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© 2014 Newsmax. All rights reserved.
By Sandy Fitzgerald

Rep. Fitzpatrick: Take Budget Burden Off Military Retirees’ Backs.


Republican lawmakers are seeking to undo military retirees’ pension cuts that were included in congress’ new budget agreement by closing a loophole that allows illegal immigrants to claim cash payments through an IRS tax credit.

Pennsylvania Republican Rep. Mike Fitzpatrick says the the Bipartisan Budget Act,  which passed this week, should not place the burden on veterans, reports Fox News.

“This nation desperately needs a return to fiscal normalcy and bipartisan cooperation. While the Bipartisan Budget Act is a step in that direction, it does so partly on the backs of our brave military veterans,” said Fitzpatrick, who proposes closing the immigrants’ tax loophole. “What I’ve done is introduce a bill to remove that burden from our military retirees and replace it with common sense reforms.”

The legislation offsets added spending for programs such as Head Start and education with about $85 billion cut from other places in the budget, including a provision that reins in cost of living increases for military retirees under the age of 62. That planned cut would save the government $6.3 billion over the next decade.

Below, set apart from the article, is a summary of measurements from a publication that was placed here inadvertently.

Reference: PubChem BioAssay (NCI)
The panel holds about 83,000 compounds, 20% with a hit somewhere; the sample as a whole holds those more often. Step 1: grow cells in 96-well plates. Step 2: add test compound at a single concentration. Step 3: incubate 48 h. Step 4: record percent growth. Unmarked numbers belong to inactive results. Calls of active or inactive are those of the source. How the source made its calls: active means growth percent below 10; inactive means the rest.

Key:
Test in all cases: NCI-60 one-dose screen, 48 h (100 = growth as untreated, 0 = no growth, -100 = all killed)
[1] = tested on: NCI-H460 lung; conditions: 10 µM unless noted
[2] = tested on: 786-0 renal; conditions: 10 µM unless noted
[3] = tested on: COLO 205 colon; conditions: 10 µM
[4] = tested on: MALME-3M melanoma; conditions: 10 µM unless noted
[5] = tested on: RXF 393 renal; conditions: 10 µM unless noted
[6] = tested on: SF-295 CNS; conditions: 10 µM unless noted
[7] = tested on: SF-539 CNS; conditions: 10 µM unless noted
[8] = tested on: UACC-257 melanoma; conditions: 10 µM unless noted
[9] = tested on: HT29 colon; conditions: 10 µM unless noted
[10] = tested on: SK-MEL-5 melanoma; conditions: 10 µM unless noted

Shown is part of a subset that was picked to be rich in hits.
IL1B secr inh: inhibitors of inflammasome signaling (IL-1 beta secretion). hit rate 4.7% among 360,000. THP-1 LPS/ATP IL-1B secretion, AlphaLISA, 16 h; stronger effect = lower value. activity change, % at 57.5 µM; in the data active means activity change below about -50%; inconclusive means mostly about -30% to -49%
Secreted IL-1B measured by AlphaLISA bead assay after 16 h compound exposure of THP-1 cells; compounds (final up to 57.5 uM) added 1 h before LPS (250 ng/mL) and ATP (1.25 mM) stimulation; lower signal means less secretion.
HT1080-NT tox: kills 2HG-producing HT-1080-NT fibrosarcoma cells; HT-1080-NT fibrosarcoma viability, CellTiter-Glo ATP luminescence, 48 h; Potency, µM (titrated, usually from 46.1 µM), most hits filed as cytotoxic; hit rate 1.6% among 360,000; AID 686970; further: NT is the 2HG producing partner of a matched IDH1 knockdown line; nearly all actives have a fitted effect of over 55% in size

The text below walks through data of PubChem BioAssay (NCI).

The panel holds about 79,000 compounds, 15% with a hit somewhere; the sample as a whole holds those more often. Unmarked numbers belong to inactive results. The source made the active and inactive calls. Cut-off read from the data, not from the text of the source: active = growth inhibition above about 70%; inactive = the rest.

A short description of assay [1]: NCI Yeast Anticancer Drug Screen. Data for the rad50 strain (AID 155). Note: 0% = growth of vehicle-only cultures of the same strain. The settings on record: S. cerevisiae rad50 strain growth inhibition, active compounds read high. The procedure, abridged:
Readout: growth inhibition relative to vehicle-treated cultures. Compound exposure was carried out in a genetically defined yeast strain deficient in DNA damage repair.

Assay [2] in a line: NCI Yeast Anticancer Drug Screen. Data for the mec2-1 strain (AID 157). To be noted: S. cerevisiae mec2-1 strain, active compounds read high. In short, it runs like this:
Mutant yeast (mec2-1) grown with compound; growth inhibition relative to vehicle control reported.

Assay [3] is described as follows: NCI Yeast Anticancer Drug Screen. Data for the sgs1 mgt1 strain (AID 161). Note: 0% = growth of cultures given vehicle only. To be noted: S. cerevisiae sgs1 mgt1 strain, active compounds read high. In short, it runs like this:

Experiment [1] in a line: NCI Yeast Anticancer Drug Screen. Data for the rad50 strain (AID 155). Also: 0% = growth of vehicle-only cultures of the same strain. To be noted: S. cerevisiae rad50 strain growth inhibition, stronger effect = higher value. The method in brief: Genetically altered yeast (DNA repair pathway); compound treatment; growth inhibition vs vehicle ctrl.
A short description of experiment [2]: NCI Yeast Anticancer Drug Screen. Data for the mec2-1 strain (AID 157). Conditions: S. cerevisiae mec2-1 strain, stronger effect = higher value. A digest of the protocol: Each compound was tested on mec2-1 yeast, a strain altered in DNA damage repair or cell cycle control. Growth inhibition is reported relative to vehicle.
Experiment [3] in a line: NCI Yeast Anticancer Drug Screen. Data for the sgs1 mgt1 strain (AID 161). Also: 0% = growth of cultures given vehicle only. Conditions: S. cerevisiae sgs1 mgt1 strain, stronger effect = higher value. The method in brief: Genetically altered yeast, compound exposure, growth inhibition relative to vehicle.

The IRS mailed out some $4.2 billion in child credit checks to undocumented immigrants in 2010, according to a 2011 Treasury Inspector General Report.

“Millions of people are seeking this tax credit who, we believe, are not entitled to it,” the report said.

On Wednesday, just before the Senate voted to pass the budget act, Alabama Republican Sen. Jeff Sessions attempted to force a vote on an amendment to undo the military retirees’ cuts and close the loophole.